Kenya’s tightly contested presidential election led to growing tensions between supporters of the two main candidates William Ruto the president-elect and Raila Odinga. Experts say claims of election fraud are likely to see the results challenged in court.
The losers of last week’s presidential election and any Kenyan citizen have seven days to file their petition at the Supreme Court.
The electoral commission chair announced William Ruto as the winner of last week’s presidential vote. He garnered 50.49% of the vote his main challenger Raila Odinga got 48.85%.
Odinga’s chief returning officer disagreed with the results and claimed their win was stolen.
It’s unclear whether Odinga will challenge the results at the Supreme Court, but the country’s law allows Kenyans to challenge the results and file their own petition.
Omwanza Ombati, an electoral law expert, says those who oppose the win can ask the court for directions and must be aware there is a limited time.
“The orders that are available for grant by the court are scrutiny and recount and also to nullify the return of William Ruto, president-elect. [It] is a very narrow petition in terms of what you can seek,” he said.
In Kenya, the petitioners have seven days to file their case at the Supreme Court, and the respondents have four days to answer those allegations. The court is required to make a ruling in two weeks.
Political commentator Martin Andati says the commission had its own flaws and some of the irregularities witnessed in the process will be laid out.
“The process has been fairly open," he said. "There have been challenges, attempts to infiltrate the system, there have been claims of numbers being padded, there have been claims in some places you will hear some numbers they were supposed to be 10,000 but declared 1,000. So, those kinds of allegations will definitely come up and arise at the Supreme Court. So, the people who have the power and the mandate to resolve those issues are the Supreme Court.”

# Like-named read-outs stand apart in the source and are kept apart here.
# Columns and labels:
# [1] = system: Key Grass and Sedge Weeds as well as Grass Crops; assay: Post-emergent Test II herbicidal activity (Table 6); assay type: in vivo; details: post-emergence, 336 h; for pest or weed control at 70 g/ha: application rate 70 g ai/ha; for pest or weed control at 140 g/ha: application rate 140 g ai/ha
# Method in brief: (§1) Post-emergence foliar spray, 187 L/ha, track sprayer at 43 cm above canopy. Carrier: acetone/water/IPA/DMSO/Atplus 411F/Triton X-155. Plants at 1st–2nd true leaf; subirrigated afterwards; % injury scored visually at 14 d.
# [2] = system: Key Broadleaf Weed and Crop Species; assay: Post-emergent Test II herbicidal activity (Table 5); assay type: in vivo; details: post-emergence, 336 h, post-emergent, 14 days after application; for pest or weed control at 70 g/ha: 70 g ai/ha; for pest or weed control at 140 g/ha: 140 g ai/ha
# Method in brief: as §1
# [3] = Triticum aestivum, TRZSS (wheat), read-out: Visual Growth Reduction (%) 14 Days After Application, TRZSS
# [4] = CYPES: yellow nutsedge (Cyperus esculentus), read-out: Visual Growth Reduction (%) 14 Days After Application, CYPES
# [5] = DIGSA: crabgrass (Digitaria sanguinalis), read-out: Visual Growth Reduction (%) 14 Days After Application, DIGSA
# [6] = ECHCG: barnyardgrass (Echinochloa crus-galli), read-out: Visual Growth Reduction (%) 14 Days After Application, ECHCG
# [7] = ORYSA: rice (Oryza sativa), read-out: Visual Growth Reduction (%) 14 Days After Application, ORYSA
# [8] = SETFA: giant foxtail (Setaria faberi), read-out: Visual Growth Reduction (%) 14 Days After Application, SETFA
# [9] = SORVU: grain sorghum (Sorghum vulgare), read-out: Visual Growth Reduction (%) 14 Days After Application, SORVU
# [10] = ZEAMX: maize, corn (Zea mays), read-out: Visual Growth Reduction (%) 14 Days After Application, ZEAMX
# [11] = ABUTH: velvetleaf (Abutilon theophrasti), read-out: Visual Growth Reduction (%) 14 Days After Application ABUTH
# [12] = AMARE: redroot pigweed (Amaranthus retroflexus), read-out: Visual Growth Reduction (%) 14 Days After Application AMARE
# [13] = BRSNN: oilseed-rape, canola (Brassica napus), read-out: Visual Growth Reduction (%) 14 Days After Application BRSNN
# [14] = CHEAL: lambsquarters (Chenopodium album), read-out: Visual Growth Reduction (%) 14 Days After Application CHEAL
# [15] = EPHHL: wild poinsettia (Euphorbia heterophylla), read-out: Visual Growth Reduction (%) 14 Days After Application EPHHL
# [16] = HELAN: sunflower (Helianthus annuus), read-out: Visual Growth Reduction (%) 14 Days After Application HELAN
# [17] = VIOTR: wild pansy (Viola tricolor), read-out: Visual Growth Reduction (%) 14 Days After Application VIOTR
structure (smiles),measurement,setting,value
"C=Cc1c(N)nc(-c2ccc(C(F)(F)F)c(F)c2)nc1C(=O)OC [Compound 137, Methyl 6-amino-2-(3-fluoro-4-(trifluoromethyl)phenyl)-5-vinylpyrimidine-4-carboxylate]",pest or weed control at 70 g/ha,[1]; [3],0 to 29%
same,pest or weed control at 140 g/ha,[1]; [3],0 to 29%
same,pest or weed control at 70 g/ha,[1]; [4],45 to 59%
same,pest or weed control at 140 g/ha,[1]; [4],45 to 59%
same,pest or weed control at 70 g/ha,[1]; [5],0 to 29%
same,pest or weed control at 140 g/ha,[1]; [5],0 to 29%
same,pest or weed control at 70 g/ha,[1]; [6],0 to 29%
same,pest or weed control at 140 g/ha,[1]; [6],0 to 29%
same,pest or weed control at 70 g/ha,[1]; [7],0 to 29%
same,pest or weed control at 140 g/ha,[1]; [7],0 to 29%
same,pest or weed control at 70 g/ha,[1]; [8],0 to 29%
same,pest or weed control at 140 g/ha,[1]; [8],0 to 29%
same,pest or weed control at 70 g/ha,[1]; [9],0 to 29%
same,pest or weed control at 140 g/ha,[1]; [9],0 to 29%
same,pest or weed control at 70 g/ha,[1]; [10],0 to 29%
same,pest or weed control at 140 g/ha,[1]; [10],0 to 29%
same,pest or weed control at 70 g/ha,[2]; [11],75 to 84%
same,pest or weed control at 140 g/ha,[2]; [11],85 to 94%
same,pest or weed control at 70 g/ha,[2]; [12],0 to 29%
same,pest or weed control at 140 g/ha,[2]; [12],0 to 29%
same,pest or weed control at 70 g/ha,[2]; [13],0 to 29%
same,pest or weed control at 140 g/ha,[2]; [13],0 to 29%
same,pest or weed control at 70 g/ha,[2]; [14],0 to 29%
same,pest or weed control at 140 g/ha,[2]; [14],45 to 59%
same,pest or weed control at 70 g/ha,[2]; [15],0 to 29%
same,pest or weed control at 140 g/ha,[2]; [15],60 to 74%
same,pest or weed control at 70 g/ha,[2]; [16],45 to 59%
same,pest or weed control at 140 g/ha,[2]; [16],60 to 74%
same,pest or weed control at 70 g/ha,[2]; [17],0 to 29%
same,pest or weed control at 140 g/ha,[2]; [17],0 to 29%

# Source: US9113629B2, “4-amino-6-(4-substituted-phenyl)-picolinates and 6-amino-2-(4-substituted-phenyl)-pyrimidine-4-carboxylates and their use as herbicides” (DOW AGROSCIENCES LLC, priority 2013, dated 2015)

In 2017, the Supreme Court nullified the presidential results after a successful petition by Odinga.
There were protests and celebrations after the announcement of the presidential results.
There was also chaos at the electoral commission tallying center when the chief was about to announce the winner of the election. The election split the commission in four, disagreeing with the presidential results called out by the electoral chief.
Ombati says the division of the commission does not have a huge impact in terms of the law but damages the electoral body’s credibility and reputation.
“The presidential returning officer is the chairperson of the commission, and that sole responsibility is not shared among other commissioners. So, it’s him who makes the decision in terms of return, it’s him who signs the certificate of the winner. In terms of the split going by our history, it creates doubts in large parts of the population about what went on, remembering this was an election that was evenly split across the country. So, I think it aggravates the situation for those who do not believe in their loss,” he said.
Some observers say the electoral dispute and the division at the electoral agency have taken away from the gains Kenya made in its electoral reforms after the post-election violence of 2007-08, which led to deaths, displacement and inter-communal fighting.
The international observers have urged those aggrieved with the process to take the legal route and called on political leaders to calm their supporters as the process concludes.